“There’s always this challenge of secure funding for the long term. My seed might last for 200 years, but my money only for two years. That’s the contradiction,” says Jonas Mueller, senior research leader at the Millennium Seed Bank Partnership, at Kew Gardens in the United Kingdom, which is working with the Crop Trust on a multi-year project to collect and preserve samples of the “wild relatives” of the world’s staple crops.
The aim of the Crop Trust is to secure funding to conserve crop diversity indefinitely. But they know this is a difficult ask.
“This is why the endowment was created — so we don’t need to go around and beg for money every year,” says Koch. The idea is that donors are only asked to give once, with the endowment’s funding being invested so that it is self-sustaining.
Koch is now working towards a 2016 pledging conference, where dozens of countries will be asked to contribute towards the Crop Trust’s immediate goal of raising the endowment to US$500 million. So far, almost US$170 million has been paid in, more than 90 per cent of that by governments.
“If we don’t meet this goal then we will not have the resources in full to manage the crop collections and with funding running out, I don’t know what would happen,” says Koch.
This US$500 million would allow the Crop Trust to continue its current work. But in order to expand and help finance the integration of national and regional collections into this system, it says it will need significantly more: for this, it’s looking to raise a further US$350 million (bringing the endowment to a total of US$850 million) by 2018.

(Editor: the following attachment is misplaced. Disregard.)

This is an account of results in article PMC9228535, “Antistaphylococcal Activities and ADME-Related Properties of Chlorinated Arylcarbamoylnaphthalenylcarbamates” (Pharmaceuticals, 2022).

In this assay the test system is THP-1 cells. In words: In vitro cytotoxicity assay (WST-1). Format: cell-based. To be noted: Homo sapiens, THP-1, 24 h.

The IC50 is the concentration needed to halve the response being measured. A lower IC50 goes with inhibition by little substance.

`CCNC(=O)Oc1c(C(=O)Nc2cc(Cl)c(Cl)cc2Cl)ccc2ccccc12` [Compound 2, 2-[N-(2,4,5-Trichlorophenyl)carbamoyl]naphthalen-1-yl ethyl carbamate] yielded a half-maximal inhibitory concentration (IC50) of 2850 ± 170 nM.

The local bank
Outside Addis Ababa, the Ethiopian capital, hundreds of dark, tightly sealed jars are filled with seeds and stored on tall wooden bookshelves at the Ejere community seed bank.
Regassa Feyissa, an agricultural research scientist and former coordinator of the African Biodiversity Network, explains that community seed banks like this offer the chance to conserve genetic diversity at the level of local farmers while also serving as grain reserves during hard times.
“We saw at times of crisis how gene banks are not an immediate remedy — in part because they store seeds in grams, small volumes,” explains Feyissa. Community seed banks, he says, store bigger volumes of seeds, and keep them in farmers’ hands.